Yearly, each participant would answer a series of questions offering information about their habits and behaviors. At the end of the study, depression, aggression, and delinquency were assessed. Coyne found that the participants naturally sorted, as predicted, into three groups: Increasers, Peak Users, and Stable Users. The Increasers had the worst mental health outcomes than any of the other groups. To be considered an Increaser, the participants had a moderate amount of social media usage at the beginning of the study that stayed moderate through the halfway point then skyrocketed towards the end of the six-year period. Sadly, these people experienced aggressive behavior, both physically and in relationships, leading to cyberbullying, delinquency, and an increased likelihood for addictive and problematic behavior.

The majority of participants, however, categorized as Stable. Stable use participants had a fixed, moderate usage of SNSs over the years of the study. When used moderately, the study found that social media is a normative part of growing up in the digital world (Coyne, Walker, Holmgren, & Stockdale, 2018). Much like the music and hangout spots of the ‘70s and ‘80s, SNSs provide new ways for youth to interact with their peers, make new friends, participate in adolescent culture, and exert age appropriate independence (Coyne, et al., 2018).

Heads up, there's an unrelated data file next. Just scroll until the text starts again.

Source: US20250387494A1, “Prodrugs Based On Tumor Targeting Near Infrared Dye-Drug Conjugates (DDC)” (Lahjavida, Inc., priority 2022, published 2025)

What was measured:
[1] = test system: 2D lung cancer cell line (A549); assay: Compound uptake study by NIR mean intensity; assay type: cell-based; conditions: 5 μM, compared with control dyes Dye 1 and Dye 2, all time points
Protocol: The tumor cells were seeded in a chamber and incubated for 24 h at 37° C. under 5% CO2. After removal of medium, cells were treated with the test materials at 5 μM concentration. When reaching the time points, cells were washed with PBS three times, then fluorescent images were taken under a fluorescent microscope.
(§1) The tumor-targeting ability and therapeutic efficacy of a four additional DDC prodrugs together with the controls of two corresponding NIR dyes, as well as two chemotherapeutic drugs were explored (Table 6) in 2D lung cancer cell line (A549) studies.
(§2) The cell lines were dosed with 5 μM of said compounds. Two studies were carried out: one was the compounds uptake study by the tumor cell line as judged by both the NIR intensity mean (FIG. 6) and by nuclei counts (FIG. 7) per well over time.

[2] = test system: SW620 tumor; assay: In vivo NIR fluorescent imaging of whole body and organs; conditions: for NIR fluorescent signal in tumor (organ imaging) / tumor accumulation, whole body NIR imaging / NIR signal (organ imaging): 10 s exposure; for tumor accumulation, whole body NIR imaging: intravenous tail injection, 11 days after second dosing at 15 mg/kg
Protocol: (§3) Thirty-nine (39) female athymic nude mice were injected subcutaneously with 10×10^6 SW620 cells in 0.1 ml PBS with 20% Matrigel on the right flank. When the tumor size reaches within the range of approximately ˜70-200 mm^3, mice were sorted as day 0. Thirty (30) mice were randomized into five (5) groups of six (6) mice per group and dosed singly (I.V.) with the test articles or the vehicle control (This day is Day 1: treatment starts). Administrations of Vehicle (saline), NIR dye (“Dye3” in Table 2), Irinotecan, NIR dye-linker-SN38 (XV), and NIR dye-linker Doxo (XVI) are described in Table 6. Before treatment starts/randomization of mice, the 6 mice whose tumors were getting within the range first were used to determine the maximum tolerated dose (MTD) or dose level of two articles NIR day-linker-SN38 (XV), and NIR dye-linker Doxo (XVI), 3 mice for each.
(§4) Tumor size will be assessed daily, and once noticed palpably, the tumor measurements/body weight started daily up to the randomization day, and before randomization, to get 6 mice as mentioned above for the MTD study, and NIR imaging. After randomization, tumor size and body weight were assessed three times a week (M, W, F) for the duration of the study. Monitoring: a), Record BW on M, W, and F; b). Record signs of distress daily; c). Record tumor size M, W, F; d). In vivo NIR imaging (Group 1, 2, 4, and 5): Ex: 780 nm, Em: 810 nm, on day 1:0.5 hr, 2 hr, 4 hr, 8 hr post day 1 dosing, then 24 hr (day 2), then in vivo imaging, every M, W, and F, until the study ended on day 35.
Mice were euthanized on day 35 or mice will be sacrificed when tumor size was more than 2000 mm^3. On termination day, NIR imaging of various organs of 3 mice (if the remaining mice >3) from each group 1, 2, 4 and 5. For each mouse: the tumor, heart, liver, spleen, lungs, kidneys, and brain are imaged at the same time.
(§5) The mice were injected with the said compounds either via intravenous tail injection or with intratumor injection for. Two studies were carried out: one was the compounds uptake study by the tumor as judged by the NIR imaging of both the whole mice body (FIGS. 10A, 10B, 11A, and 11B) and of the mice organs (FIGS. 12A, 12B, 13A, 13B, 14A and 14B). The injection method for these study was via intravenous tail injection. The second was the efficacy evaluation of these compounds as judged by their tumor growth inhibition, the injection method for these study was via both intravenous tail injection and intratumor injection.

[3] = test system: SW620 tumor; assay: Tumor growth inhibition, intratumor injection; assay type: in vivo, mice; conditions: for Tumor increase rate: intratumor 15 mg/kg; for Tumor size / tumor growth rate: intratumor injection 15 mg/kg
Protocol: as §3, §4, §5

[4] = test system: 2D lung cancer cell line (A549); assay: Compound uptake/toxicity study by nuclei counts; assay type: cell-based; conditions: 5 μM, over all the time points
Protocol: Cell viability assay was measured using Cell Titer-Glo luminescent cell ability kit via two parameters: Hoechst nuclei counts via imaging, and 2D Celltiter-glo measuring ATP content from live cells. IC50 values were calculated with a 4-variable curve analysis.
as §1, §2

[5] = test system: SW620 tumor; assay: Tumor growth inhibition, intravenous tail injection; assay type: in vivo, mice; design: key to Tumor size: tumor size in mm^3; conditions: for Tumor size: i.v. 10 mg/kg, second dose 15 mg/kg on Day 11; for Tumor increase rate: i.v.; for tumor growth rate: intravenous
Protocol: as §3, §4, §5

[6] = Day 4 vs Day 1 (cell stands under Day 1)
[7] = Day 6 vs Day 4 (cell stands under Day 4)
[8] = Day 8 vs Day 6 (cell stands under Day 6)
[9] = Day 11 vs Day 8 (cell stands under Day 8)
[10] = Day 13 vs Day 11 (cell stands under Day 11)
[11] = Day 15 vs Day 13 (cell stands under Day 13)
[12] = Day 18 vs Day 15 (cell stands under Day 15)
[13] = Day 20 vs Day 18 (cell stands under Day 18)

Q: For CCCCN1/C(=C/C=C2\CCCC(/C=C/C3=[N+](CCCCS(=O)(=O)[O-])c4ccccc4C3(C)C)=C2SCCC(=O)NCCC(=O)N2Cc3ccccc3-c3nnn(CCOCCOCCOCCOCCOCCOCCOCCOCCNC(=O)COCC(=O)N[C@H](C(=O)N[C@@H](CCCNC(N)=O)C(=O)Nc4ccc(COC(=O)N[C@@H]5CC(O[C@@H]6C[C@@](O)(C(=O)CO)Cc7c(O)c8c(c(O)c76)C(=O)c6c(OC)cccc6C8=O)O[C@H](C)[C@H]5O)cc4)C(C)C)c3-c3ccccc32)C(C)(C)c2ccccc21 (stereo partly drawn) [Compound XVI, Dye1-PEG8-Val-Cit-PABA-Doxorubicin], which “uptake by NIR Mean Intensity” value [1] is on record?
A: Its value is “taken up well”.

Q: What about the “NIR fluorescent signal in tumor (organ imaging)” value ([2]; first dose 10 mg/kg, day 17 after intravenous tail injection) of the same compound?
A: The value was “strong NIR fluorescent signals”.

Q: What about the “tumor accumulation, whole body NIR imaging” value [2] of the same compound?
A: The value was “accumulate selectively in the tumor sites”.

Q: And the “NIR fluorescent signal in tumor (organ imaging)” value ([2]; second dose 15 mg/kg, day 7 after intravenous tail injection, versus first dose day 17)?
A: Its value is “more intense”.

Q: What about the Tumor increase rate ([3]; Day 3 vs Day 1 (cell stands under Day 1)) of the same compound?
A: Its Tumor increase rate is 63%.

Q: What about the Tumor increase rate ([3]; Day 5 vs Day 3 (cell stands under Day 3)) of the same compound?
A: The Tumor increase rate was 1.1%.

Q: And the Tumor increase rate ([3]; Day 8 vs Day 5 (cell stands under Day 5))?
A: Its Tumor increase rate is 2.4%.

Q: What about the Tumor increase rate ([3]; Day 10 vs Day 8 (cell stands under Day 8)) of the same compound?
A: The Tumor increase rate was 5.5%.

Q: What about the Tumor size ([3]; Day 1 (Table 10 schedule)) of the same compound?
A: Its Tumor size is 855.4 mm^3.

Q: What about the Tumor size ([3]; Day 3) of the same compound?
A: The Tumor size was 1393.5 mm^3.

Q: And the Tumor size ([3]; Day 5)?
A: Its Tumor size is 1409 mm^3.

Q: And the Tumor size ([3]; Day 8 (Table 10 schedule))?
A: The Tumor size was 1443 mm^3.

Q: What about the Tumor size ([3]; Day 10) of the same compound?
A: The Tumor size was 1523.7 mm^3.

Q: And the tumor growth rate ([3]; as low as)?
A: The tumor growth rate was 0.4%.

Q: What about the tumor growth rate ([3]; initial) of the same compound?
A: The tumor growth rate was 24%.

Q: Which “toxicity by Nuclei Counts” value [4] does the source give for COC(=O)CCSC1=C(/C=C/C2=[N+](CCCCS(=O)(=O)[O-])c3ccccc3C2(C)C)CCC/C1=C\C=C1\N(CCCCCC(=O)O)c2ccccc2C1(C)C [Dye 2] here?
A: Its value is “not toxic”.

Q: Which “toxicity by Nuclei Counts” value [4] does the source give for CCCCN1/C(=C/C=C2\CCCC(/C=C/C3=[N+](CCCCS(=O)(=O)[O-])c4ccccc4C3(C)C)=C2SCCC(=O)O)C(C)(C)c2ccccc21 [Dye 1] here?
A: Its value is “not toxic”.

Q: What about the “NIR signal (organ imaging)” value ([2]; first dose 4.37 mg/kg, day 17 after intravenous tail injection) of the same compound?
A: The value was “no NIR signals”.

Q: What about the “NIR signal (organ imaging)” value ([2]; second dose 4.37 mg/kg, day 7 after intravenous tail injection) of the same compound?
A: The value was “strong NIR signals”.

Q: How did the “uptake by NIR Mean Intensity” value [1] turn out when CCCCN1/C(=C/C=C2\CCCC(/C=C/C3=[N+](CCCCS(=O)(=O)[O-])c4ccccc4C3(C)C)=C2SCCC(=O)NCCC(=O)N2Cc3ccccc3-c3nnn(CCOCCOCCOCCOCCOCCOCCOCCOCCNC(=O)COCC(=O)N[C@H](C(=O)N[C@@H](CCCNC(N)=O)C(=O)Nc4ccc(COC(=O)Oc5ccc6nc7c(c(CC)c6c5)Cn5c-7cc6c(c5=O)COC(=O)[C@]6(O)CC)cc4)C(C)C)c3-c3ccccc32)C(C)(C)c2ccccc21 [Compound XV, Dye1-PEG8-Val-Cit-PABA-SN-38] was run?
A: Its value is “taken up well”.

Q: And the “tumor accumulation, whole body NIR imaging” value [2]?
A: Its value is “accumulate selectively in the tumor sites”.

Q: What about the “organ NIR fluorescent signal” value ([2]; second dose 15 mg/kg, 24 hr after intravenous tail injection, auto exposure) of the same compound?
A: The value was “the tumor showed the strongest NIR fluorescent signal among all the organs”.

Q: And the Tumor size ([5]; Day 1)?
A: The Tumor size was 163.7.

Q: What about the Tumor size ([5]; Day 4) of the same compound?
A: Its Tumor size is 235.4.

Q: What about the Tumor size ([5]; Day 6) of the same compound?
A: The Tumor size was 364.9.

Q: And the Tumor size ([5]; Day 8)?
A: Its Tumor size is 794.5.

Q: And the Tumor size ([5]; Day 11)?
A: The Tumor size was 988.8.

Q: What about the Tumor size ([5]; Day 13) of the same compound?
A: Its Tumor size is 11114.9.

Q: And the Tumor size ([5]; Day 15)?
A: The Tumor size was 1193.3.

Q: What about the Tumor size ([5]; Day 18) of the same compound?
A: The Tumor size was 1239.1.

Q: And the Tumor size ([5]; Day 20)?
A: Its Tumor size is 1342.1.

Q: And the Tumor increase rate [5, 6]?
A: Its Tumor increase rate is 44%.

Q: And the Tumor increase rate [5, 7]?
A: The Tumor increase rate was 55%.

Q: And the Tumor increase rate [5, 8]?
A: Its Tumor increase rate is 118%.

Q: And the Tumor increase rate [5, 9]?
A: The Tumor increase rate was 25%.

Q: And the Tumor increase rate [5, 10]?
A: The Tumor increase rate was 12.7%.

Social media has been getting a bad rap, but studies like these show that the addictiveness of SNS depends on everyone’s own ability to self-regulate time spent online. Though at its worst it can lead to forlorn situations, social media is hardly as bad as rock music was in the eyes of moms and dads of the ‘70s. While it may be wrapped in different packaging, youth of any generation are simply looking to connect to the time and to each other.

Exciting Archaeological Discoveries Made by Joint BYU-Jordanian Team

In a June, 2019 press release, the Ad-Deir Monument & Plateau Project (AMPP) revealed that a joint Brigham Young University-Jordanian team recently made groundbreaking archeological discoveries in Petra, Jordan.